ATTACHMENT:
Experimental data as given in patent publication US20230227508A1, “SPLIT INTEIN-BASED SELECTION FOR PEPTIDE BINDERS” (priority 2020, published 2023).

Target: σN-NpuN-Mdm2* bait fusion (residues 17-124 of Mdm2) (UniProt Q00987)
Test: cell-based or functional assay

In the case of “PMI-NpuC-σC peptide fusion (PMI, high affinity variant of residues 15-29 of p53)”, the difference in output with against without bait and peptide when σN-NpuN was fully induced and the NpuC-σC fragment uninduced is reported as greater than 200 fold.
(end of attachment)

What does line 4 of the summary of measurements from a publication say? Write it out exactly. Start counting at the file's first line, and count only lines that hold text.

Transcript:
In the case of “PMI-NpuC-σC peptide fusion (PMI, high affinity variant of residues 15-29 of p53)”, the difference in output with against without bait and peptide when σN-NpuN was fully induced and the NpuC-σC fragment uninduced is reported as greater than 200 fold.